Mainstreaming the Avant-Garde: Gender and spectacle at GAGAKOH
by Kirsty Fairclough — University of Salford, United Kingdom
August 03, 2010 – 00:01
Lady Gaga clothed in white, bridal and barefoot, walks slowly in a procession inspired by a stately Shinto wedding parade along a busy Tokyo street to nightclub Tabloid, the performance space that she is about to share with artist Terence Koh. What follows is part pop, part avant-garde and part promotional tool. Here at the Gagakoh charity event sponsored by cosmetics company MAC, she appears as Koh’s bride, passive and willing, oscillating between performance art and pop; the atonal Gregorian-esque chant from Koh, the gay kiss, the white paint and powder covering their bodies, the pseudo-religious imagery ending in the symbolic consummation of their marriage of pop and art. Gaga appears to have found her art alter ego in Koh, both are flamboyant, press hungry performers who share a queer sensibility.
At Gagakoh, Gaga is spectacle. Indeed, she exists as spectacle, both on and off stage. Here she appears to be pushing against the boundaries of a mainstream pop performance. Operating as both a marginal and central figure, playing the art performer off against the pop performer, Gaga is seemingly inviting the viewer to consider that she not only exists for and is aimed at, a mainstream audience, but also aspires to operate in other cultural spheres. By drawing on avant-garde techniques she is aligning herself with a more serious set of practices, here Koh’s art credentials, which permit her to function simply as an icon, straddling the worlds of art and pop with ease.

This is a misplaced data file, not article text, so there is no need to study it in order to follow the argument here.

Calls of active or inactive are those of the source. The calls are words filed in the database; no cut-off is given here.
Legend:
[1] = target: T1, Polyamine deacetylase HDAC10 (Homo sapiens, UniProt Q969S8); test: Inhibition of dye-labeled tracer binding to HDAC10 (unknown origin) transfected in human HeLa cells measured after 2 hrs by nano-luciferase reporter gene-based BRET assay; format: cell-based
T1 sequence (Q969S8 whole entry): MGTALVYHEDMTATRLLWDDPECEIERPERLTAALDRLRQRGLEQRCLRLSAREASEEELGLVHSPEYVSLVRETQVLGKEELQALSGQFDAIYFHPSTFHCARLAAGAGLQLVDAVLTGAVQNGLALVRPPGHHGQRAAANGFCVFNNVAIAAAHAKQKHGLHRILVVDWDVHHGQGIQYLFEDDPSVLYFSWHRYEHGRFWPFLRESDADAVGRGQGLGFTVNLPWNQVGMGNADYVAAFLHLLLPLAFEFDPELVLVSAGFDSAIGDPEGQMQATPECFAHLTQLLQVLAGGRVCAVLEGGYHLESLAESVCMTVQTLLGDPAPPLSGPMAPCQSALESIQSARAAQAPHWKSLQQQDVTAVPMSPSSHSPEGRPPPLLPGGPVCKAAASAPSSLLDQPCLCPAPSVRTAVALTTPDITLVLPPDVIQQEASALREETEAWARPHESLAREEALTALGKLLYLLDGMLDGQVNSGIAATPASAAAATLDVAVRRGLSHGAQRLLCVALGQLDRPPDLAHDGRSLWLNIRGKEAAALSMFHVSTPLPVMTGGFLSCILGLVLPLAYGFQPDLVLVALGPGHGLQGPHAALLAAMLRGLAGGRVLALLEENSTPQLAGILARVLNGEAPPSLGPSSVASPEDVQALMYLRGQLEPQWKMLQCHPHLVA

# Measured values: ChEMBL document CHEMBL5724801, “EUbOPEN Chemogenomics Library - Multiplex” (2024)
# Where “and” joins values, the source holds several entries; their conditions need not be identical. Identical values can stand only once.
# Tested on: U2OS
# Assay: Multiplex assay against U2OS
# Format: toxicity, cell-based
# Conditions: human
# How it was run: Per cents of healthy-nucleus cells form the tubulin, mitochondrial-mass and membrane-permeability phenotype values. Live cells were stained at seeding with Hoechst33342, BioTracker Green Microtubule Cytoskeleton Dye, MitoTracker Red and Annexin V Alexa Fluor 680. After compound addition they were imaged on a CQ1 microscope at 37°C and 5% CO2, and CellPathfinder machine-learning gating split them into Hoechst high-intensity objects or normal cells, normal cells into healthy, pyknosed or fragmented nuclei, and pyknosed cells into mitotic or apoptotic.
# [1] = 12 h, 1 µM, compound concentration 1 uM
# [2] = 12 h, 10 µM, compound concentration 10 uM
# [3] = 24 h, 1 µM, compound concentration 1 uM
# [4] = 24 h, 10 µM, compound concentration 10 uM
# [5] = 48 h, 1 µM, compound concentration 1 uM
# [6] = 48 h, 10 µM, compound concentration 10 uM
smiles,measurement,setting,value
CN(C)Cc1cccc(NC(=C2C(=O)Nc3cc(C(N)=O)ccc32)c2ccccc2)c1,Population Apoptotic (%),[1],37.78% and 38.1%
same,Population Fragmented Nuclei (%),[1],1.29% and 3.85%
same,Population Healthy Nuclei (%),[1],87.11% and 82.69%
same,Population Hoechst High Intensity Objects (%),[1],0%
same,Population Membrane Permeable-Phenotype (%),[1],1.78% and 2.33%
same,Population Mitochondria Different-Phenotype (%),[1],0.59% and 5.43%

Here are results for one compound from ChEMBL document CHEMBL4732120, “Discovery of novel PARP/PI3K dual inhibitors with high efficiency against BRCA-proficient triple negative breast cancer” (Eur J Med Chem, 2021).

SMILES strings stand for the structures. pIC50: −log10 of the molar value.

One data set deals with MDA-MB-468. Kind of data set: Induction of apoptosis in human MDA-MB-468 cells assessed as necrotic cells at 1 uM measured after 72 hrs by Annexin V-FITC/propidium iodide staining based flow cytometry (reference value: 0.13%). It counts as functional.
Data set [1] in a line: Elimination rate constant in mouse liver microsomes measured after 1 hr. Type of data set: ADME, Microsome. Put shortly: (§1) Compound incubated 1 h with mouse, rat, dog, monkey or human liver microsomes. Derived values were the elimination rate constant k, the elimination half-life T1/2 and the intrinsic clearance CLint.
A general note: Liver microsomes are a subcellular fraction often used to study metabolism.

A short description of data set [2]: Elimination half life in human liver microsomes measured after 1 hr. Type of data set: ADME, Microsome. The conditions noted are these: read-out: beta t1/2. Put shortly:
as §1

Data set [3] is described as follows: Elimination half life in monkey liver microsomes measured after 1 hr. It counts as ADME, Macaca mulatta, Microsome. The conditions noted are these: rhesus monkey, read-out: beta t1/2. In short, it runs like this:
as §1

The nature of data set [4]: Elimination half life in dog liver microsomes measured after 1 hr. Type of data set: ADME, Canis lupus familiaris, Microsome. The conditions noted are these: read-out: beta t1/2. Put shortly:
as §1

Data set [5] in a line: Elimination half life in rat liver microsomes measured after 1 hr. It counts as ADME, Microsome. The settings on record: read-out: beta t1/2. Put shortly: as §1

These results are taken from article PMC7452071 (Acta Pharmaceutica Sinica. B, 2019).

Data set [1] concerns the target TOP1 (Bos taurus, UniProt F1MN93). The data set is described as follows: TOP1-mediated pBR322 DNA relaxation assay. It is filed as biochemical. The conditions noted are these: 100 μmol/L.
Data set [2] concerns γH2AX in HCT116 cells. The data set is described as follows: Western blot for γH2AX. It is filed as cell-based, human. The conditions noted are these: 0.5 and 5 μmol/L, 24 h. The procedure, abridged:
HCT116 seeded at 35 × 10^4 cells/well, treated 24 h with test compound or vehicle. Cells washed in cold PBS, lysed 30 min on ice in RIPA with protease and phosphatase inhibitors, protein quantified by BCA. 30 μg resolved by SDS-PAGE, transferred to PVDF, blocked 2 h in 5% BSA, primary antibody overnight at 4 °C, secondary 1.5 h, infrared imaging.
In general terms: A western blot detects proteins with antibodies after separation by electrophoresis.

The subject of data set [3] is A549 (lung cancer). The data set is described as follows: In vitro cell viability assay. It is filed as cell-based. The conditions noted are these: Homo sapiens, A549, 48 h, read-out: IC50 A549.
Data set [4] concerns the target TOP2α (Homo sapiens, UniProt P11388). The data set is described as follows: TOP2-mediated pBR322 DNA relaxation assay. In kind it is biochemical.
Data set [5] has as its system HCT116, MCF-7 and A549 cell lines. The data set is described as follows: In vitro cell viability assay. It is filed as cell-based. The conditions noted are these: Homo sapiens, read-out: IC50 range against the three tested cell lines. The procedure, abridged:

In this context, as a totally constructed identity, Gaga is freed of normativity, and can both revel in heteronormativity and subvert it. It may be impossible to read her as straight as she consistently highlights gender performativity; she plays male and female, queer and straight. Add to this her professed love for the monster and the grotesque, she can be placed firmly against mainstream pop princesses and can be read as interrogating the performative nature of both gender and sexuality, and their relationship to stardom and celebrity in contemporary culture.
The pop-queer persona, the ferocity of her image and performance style, exemplified here in particular, operate as a rich signifier asking us to use her image in whatever ways are necessary. Yet before we rush to label Gaga as the only progressive mainstream pop star of the twenty first century, we must first consider that the surface mirroring of every environment she encounters may well only speak to self-reflexive mimicry with no purpose.
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